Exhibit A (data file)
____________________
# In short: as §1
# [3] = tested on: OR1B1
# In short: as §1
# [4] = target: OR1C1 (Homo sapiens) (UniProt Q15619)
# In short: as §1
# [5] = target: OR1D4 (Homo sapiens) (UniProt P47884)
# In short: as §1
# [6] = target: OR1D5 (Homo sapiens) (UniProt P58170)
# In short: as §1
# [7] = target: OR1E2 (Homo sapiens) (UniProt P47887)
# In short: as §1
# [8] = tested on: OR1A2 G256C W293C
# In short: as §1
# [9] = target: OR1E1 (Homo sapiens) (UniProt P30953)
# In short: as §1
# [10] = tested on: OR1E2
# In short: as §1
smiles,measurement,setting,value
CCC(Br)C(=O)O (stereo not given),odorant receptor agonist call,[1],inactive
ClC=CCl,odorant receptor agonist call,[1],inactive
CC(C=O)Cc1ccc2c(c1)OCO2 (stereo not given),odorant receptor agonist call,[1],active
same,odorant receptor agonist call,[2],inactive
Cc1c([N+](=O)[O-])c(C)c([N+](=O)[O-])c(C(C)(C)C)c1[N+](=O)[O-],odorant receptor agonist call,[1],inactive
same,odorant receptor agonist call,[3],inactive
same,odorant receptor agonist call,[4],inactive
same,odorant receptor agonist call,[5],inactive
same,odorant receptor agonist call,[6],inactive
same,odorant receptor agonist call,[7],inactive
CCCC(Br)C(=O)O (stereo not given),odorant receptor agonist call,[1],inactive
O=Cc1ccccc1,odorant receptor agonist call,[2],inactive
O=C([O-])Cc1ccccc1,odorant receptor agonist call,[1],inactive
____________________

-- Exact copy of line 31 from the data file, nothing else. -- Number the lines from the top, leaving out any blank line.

O=C([O-])Cc1ccccc1,odorant receptor agonist call,[1],inactive